World energy consumption will rise by 60 per cent by 2030. This enhances the importance of BTC, which will be carrying one million barrels of oil per day or 50 million tonnes per year. Demand for natural gas in EU countries is expected to increase 70-80 per cent. Gas from Azerbaijan’s Shah Deniz field will help to meet this demand. A pipeline from the Caspian to the Turkish city of Erzurum is to be put into operation at the end of 2006 and will bring Caspian gas to the Turkish market.

World history shows that oil does not always bring prosperity to producer nations. Instead it can be a catalyst for social injustice and other problems. For example, per capita annual revenue does not exceed 1,000 dollars in Nigeria and Venezuela, rich oil exporters, but it is 25,000 dollars in Norway, which produces no more oil than they do. This means that the right use of oil revenue and, in particular, strengthening the non-oil sector have a major impact on the prosperity of a nation. The Azerbaijani government says it is paying great attention to this issue and has made the use of oil revenues to develop the non-oil sector a priority of its economic policy.

Azerbaijan is a new, independent and developing country. World experience shows that a massive inflow of oil revenues into an economy can be damaging. A developing economy simply cannot "digest" the funds. Oil revenues therefore need to be managed. Azerbaijan has set up a State Oil Fund with the express purpose of using natural resource revenue to benefit future generations. The fund was set up at Heydar Aliyev’s initiative.

These major projects being carried out in Azerbaijan mean energy independence for Azerbaijan and contribute to the world’s energy security. A planned pipeline across the Caspian will supply Kazakh oil to BTC while another pipeline will bring Turkmen gas to the Baku-Tbilisi- Erzurum pipeline. Azerbaijan, Georgia and Turkey will earn 10 billion dollars per year as transit countries, a major boost to their economies.

BTC is no longer a fantasy. It is reality. The project will help both the economy and peace and social stability in the region.
Heydar Aliyev on BTC

Azerbaijan’s national leader, Heydar Aliyev, said about BTC:
"The decision was widely discussed. There were people, who were against the contract, which we signed, and the oil transportation route via Baku-Tbilisi- Ceyhan. It is obvious. They were against us; obstacles were made firstly for Azerbaijan. Because the oil belongs to us and it is first of all our right to determine the export route for the oil. We were put under a great deal of pressure. The socio-political situation was not so stable at that time. Civil war had happened here in 1993. We overcame all this and signed the contract. But when we signed the contract there were people even in high positions among us, who served foreign organizations and spoke against the contract.

"The reason for all this pressure on us was that they did not want to see the contract we had signed being implemented – but we did it first in the Caspian Sea.

Secondly, they were against the construction of Baku-Tbilisi- Ceyhan. This was the situation in which we launched the project, but we used our determination and continued on our way."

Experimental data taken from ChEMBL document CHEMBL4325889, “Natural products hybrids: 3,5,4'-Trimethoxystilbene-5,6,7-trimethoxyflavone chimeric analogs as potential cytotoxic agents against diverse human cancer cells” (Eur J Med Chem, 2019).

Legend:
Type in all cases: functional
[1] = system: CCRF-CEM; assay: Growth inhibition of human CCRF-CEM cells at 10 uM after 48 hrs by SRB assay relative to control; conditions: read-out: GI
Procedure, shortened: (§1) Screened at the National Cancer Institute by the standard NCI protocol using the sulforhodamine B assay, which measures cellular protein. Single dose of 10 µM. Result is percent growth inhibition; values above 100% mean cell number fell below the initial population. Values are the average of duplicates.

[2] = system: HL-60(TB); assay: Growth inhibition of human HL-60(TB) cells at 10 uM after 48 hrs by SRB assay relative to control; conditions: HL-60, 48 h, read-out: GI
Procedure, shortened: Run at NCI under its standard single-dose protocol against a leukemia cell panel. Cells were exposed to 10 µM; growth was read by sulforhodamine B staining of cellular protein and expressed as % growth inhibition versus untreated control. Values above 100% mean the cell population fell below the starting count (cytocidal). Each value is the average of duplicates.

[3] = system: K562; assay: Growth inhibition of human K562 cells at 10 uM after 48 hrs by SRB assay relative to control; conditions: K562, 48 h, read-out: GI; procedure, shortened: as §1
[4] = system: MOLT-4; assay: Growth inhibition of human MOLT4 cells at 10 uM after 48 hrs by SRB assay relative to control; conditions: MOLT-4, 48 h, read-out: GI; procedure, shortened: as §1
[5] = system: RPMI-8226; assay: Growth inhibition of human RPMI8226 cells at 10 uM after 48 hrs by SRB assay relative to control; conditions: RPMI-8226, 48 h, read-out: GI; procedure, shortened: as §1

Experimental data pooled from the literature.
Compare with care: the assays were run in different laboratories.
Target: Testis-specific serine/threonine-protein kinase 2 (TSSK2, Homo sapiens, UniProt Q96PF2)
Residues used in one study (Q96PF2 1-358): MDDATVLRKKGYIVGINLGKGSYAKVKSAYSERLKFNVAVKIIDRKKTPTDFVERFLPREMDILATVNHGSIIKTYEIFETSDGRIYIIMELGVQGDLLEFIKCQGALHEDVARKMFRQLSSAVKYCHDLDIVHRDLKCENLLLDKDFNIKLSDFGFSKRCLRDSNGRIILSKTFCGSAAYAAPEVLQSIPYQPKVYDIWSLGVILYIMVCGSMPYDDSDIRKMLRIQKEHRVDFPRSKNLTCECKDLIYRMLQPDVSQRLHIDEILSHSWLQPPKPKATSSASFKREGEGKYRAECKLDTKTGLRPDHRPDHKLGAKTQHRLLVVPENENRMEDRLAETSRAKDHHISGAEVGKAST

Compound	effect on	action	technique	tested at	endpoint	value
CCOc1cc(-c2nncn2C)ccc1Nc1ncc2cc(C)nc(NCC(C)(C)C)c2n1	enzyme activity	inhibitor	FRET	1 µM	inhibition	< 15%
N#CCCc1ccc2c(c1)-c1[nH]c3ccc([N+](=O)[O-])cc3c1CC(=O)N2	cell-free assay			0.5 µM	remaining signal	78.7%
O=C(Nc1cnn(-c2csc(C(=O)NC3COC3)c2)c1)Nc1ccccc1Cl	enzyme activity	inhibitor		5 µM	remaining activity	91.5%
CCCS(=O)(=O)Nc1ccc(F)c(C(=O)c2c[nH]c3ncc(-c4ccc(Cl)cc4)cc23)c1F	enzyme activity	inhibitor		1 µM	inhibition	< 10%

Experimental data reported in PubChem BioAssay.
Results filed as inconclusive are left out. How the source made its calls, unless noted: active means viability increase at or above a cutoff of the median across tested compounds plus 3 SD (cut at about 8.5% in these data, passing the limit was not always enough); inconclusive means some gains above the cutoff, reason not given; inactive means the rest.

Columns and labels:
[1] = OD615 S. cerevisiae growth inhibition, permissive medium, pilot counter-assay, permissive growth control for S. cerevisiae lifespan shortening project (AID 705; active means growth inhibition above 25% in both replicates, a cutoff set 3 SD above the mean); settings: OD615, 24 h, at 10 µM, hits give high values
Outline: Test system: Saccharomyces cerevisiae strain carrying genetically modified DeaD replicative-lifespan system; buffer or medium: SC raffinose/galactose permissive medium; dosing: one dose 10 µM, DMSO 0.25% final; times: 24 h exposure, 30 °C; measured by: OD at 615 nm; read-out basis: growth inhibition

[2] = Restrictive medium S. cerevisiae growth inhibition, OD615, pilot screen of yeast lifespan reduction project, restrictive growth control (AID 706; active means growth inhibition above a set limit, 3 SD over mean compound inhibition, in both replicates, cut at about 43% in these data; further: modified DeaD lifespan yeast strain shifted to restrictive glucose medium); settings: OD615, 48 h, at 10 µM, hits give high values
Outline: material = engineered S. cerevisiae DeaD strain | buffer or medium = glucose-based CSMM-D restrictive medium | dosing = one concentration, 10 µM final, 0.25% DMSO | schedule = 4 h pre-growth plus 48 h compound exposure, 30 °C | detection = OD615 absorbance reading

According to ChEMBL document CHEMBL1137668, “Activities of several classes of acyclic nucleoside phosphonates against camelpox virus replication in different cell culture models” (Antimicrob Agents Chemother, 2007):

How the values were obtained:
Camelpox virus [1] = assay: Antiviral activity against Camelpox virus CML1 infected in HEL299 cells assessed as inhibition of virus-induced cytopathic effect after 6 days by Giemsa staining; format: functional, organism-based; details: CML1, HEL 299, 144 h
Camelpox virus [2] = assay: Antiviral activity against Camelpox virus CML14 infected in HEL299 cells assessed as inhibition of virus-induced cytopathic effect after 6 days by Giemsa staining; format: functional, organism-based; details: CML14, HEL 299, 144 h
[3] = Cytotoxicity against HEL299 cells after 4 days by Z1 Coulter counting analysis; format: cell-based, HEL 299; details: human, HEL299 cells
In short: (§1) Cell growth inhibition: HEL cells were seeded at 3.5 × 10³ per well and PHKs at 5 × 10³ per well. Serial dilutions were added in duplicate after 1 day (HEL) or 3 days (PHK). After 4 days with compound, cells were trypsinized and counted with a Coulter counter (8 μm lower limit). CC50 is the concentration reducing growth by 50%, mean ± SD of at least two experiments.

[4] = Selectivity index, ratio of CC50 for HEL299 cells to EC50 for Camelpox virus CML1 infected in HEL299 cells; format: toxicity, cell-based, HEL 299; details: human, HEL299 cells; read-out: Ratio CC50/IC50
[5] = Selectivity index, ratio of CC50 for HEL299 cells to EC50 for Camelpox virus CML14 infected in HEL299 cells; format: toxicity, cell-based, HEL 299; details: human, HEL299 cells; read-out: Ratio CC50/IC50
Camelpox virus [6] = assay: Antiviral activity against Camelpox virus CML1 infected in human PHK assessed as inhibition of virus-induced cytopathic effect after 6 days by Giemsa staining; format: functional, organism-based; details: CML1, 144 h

Official inauguration of the BTC pipeline. From the left: Ahmet Necdat Sezar (President of Turkey), Mikhail Saakashvili (President of Georgia), Ilham Aliyev (President of Azerbaijan), Recab Tayip Erdogan (Prime Minster of Turkey), John Browne (BP Group CEO)Signing the Contract of the Century
BTC facts Technical

The total length of the pipeline is 1,768 kilometres, of which 443 km are in Azerbaijan, 249 km in Georgia and 1,076 km in Turkey

The diameter is 42 inches in Azerbaijan, 46 inches in Georgia and 34 inches in Turkey

The pipeline´s wall varies in thickness from 8.74 to 23.8 millimetres

It takes 10 days for one million barrels of oil to reach the end of the pipeline. The pipeline can carry 50 million tonnes of oil per year.
220,000 pipes have been cemented and two million pipe-raising operations have been carried out

The pipeline crosses more than 1,500 rivers and 13 seismic zones

The route will be in operation for 40 years


Total expenditure on construction is below four billion dollars.

Total financial investment in the project is 2.6 billion dollars. The investors are:

International Finance Corporation and the European Bank for Reconstruction and Development (EBRD)

Export credit agencies and political risk insurers from six countries (Great Britain, USA, Germany, Japan, France, Italy)

15 commercial banks, led by ABN Amro, Citigroup, Mizuho and Societe Generale BP, Statoil, Total and ConocoPhillips have also lent credits as the general sponsors


22,000 people worked on the pipeline when construction was at its height, 70-80% of them local citizens

850 people have permanent jobs operating and maintaining the pipeline


450 communities (about 750,000 people) have been registered in the direct impact area on both sides of the pipeline. Approximately 100,000 landowners have been affected directly

By 2003 approximately 133 million dollars had been paid to landowners, not including taxes, government payments and legal expenses

The Community Investment Programme has spent 25 million dollars, with 500 communities receiving benefits (115 of them Azerbaijani). Spending began in July 2003 and will continue till the end of 2006.


100 changes have been made in the project to avoid damaging the environment and cultural heritage

Nine million dollars have been spent within the Environment Investment Programme and projects to protect different species

Five million dollars have been spent on archaeological investigation.